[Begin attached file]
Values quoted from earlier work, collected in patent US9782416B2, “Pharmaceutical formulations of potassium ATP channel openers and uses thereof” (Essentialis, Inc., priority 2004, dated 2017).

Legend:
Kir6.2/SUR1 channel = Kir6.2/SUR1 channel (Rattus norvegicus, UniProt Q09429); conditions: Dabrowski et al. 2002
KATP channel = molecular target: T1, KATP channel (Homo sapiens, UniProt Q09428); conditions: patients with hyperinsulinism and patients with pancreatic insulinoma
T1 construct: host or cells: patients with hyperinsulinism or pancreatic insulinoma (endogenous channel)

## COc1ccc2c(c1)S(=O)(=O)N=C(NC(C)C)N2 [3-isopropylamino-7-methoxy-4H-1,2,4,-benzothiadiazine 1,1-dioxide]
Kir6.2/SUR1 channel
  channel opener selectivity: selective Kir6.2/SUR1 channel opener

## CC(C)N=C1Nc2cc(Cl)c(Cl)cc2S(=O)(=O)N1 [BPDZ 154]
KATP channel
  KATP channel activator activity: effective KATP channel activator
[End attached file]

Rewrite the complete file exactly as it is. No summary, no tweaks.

Values quoted from earlier work, collected in patent US9782416B2, “Pharmaceutical formulations of potassium ATP channel openers and uses thereof” (Essentialis, Inc., priority 2004, dated 2017).

Legend:
Kir6.2/SUR1 channel = Kir6.2/SUR1 channel (Rattus norvegicus, UniProt Q09429); conditions: Dabrowski et al. 2002
KATP channel = molecular target: T1, KATP channel (Homo sapiens, UniProt Q09428); conditions: patients with hyperinsulinism and patients with pancreatic insulinoma
T1 construct: host or cells: patients with hyperinsulinism or pancreatic insulinoma (endogenous channel)

## COc1ccc2c(c1)S(=O)(=O)N=C(NC(C)C)N2 [3-isopropylamino-7-methoxy-4H-1,2,4,-benzothiadiazine 1,1-dioxide]
Kir6.2/SUR1 channel
  channel opener selectivity: selective Kir6.2/SUR1 channel opener

## CC(C)N=C1Nc2cc(Cl)c(Cl)cc2S(=O)(=O)N1 [BPDZ 154]
KATP channel
  KATP channel activator activity: effective KATP channel activator